On July 27, an expert discussion of the draft law “On the High Council of Justice”, developed by the Council on the Judicial Reform, was held.
The Reanimation Package of Reforms welcomes progress in the legislative support of the judicial reform and the development of the draft law on the High Council of Justice (HCJ). However, RPR experts note that this draft law contains provisions that might preserve the judicial system in its present state for years to come. In particular, the requirement, whereby a candidate to the office of a HCJ member shall have 10 years of experience as a judge (ch. 2, Art. 6), makes it impossible for new judges to become members of the HCJ. This means that the HCJ will mostly consist of the representatives of the “old” judiciary.
Moreover, the draft law jeopardizes transparency of the HCJ, as well as fairness and efficiency of consideration of disciplinary cases against judges, and allows judges to avoid bringing to responsibility.
At the same time, the draft law does not provide any mechanism of response to the judges’ complaints about interference with their duties.
Therefore, the RPR calls on the President of Ukraine as a subject of legislative initiative to implement the judicial reform in accordance with the publicly declared purposes (to ensure independence and integrity of judges, to renew the judiciary) and to incorporate the following comments and suggestions into the draft law before it is brought before Parliament:
- To remove the requirement, whereby a candidate to the office of a HCJ member shall have 10 years of experience as a judge (ch. 2, Art. 6), at least for the next ten years. It would be sufficient to have a general requirement of at least 15 years of experience in law for all HCJ members.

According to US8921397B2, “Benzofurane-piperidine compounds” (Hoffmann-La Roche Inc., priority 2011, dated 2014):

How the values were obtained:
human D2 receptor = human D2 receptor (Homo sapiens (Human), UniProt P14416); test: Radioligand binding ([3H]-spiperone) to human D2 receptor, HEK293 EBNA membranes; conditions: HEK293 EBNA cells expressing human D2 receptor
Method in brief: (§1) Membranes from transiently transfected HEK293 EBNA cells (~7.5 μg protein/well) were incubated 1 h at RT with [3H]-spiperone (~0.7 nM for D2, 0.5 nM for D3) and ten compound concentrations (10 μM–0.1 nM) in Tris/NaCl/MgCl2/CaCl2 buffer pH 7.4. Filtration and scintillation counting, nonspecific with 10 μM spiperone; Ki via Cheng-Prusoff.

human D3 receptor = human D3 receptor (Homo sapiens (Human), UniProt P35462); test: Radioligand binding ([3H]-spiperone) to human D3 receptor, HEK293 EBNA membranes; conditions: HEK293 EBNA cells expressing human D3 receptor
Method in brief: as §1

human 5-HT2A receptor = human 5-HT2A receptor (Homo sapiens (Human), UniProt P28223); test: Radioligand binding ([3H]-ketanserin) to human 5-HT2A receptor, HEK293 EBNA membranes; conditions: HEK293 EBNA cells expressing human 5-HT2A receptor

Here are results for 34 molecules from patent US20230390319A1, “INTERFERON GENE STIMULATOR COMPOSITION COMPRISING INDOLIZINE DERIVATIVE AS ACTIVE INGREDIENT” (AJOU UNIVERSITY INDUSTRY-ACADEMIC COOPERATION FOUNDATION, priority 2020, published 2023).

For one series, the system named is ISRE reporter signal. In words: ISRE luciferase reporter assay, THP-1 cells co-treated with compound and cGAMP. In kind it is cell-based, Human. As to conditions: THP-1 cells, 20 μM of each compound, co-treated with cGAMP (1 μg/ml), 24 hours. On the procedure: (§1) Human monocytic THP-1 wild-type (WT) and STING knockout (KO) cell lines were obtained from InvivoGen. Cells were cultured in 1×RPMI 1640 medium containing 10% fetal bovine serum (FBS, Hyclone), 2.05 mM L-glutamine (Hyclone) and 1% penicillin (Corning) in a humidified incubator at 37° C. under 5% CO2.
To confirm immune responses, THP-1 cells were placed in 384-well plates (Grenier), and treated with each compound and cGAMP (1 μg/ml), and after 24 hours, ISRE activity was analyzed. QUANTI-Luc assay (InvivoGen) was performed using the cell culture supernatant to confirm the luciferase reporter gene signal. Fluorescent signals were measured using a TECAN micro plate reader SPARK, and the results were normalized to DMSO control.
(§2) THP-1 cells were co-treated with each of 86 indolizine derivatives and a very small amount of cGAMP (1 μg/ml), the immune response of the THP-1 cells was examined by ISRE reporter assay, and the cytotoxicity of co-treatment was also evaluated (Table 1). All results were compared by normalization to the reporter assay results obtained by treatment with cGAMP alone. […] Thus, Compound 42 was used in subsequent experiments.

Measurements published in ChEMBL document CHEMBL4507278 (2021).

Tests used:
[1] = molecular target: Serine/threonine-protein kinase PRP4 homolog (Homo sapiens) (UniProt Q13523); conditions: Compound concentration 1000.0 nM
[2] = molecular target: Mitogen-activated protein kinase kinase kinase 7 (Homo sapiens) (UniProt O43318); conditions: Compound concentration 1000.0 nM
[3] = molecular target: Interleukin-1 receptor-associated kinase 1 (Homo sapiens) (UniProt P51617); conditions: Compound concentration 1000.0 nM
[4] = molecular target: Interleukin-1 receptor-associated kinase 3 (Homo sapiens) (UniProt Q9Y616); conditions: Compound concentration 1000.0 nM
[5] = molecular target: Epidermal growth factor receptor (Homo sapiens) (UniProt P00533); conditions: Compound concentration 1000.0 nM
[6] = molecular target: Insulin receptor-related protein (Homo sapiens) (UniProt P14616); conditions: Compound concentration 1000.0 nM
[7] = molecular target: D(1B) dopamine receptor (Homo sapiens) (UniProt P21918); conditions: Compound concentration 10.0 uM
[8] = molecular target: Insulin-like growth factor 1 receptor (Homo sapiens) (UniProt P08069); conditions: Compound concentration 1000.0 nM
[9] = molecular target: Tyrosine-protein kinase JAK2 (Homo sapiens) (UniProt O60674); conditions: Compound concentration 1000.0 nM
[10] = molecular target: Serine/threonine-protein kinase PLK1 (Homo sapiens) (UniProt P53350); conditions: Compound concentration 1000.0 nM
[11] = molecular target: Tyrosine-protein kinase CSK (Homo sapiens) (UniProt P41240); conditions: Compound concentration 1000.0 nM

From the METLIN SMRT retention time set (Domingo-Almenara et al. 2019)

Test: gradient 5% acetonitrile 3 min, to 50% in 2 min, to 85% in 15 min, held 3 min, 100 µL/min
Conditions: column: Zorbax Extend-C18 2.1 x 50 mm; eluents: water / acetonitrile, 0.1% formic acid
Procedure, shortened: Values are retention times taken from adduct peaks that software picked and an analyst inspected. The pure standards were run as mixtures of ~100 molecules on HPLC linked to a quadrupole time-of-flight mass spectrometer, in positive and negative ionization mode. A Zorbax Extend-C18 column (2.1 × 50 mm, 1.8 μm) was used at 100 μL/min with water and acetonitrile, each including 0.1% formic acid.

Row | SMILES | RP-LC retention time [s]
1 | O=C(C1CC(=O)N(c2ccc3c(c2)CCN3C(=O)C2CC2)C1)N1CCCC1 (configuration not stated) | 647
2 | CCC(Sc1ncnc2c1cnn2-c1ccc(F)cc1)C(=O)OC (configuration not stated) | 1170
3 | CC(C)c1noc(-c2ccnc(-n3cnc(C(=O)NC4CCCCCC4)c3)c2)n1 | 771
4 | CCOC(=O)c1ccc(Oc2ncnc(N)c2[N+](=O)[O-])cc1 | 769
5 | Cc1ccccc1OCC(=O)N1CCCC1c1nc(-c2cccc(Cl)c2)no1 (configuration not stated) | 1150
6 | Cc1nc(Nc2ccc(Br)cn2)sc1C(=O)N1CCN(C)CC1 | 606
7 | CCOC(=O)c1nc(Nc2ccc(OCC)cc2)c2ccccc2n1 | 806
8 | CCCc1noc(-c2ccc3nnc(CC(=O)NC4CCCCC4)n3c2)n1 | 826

- To lower the threshold (from 14 votes of the HCJ members to 21 to the simple majority) for the HCJ to introduce a candidate to the office of a judge, which will reduce the risk of blocking the candidates for the offices in the courts of higher level without a prior judicial experience.
- To enable the Public Integrity Council (PIC) to participate in the procedures of appointment, transfer, dismissal of judges and disciplinary proceedings against judges, with the HCJ being obligated to take the conclusions of the PIC into account.
- To limit the powers of the HJC members to refuse the complainants to institute disciplinary proceedings if there is no resolution of a higher court, especially if a judge is guilty of willful misconduct or gross negligence (p. 6, ch. 1, Art. 44).
- To abolish the powers of the HJC head to change in a non-transparent manner the composition of the Disciplinary Chamber considering the disciplinary case (ch. 6, Art. 26).
- To limit the grounds for a closed consideration of a disciplinary case on its merits (ch. 2 and 3, Art. 49). To ensure that individual opinions of the HCJ members are made public.
- To allow the person who backed a charge against the judge who committed a disciplinary offence (rapporteur) to participate in the consideration of the judges’ complaint by the High Council of Justice (ch. 9 Art. 51).
- To apply the law “On Access to Public Information” to the HCJ (there is a special provision in the law “On the High Council of Justice”).
- To abolish the requirement, whereby the HCJ shall in each case inform a judge suspected of a crime on the consideration of the appeal for his/her detention (ch. 2, Art. 59). In addition, it should be formalized that in order to prevent the judge from shunning a responsibility, this appeal could be considered immediately without notifying the judge, while the leak of the information about this consideration should be considered as grounds for an early termination of powers of the HCJ member.
- To provide an effective mechanism of response to the judges’ complaints about interference with their duties and to supplement the draft law with a chapter on the actions to be taken by the HCJ to ensure judicial independence and to maintain the authority and impartiality of the judiciary.